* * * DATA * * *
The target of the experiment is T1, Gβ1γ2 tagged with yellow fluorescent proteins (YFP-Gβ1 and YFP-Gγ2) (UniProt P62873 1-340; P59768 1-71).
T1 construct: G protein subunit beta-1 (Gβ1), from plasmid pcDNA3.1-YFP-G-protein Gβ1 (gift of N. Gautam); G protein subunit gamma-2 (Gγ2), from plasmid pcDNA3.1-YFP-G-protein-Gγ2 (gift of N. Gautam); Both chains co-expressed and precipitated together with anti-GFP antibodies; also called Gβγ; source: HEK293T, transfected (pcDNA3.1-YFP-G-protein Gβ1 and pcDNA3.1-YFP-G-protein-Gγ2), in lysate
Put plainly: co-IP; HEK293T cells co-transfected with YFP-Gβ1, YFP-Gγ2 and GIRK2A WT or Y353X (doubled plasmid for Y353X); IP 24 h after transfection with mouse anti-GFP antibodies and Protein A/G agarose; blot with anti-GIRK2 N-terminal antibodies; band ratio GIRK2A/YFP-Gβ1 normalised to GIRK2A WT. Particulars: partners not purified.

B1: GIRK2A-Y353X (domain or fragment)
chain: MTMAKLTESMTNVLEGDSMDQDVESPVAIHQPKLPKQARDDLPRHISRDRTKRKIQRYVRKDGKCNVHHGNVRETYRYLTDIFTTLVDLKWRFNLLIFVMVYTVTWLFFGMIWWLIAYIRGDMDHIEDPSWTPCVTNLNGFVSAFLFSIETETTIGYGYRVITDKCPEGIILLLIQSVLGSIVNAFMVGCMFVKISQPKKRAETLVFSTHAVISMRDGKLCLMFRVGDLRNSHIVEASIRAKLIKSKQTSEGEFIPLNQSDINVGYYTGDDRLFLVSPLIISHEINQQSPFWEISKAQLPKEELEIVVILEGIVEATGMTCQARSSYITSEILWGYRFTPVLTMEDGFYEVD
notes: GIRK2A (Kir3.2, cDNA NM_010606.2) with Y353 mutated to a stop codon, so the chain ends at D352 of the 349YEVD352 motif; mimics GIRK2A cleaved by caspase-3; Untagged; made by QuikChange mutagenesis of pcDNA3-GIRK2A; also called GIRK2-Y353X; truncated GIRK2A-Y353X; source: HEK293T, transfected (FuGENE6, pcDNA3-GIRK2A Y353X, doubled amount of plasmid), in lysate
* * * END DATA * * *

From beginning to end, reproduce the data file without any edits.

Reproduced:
The target of the experiment is T1, Gβ1γ2 tagged with yellow fluorescent proteins (YFP-Gβ1 and YFP-Gγ2) (UniProt P62873 1-340; P59768 1-71).
T1 construct: G protein subunit beta-1 (Gβ1), from plasmid pcDNA3.1-YFP-G-protein Gβ1 (gift of N. Gautam); G protein subunit gamma-2 (Gγ2), from plasmid pcDNA3.1-YFP-G-protein-Gγ2 (gift of N. Gautam); Both chains co-expressed and precipitated together with anti-GFP antibodies; also called Gβγ; source: HEK293T, transfected (pcDNA3.1-YFP-G-protein Gβ1 and pcDNA3.1-YFP-G-protein-Gγ2), in lysate
Put plainly: co-IP; HEK293T cells co-transfected with YFP-Gβ1, YFP-Gγ2 and GIRK2A WT or Y353X (doubled plasmid for Y353X); IP 24 h after transfection with mouse anti-GFP antibodies and Protein A/G agarose; blot with anti-GIRK2 N-terminal antibodies; band ratio GIRK2A/YFP-Gβ1 normalised to GIRK2A WT. Particulars: partners not purified.

B1: GIRK2A-Y353X (domain or fragment)
chain: MTMAKLTESMTNVLEGDSMDQDVESPVAIHQPKLPKQARDDLPRHISRDRTKRKIQRYVRKDGKCNVHHGNVRETYRYLTDIFTTLVDLKWRFNLLIFVMVYTVTWLFFGMIWWLIAYIRGDMDHIEDPSWTPCVTNLNGFVSAFLFSIETETTIGYGYRVITDKCPEGIILLLIQSVLGSIVNAFMVGCMFVKISQPKKRAETLVFSTHAVISMRDGKLCLMFRVGDLRNSHIVEASIRAKLIKSKQTSEGEFIPLNQSDINVGYYTGDDRLFLVSPLIISHEINQQSPFWEISKAQLPKEELEIVVILEGIVEATGMTCQARSSYITSEILWGYRFTPVLTMEDGFYEVD
notes: GIRK2A (Kir3.2, cDNA NM_010606.2) with Y353 mutated to a stop codon, so the chain ends at D352 of the 349YEVD352 motif; mimics GIRK2A cleaved by caspase-3; Untagged; made by QuikChange mutagenesis of pcDNA3-GIRK2A; also called GIRK2-Y353X; truncated GIRK2A-Y353X; source: HEK293T, transfected (FuGENE6, pcDNA3-GIRK2A Y353X, doubled amount of plasmid), in lysate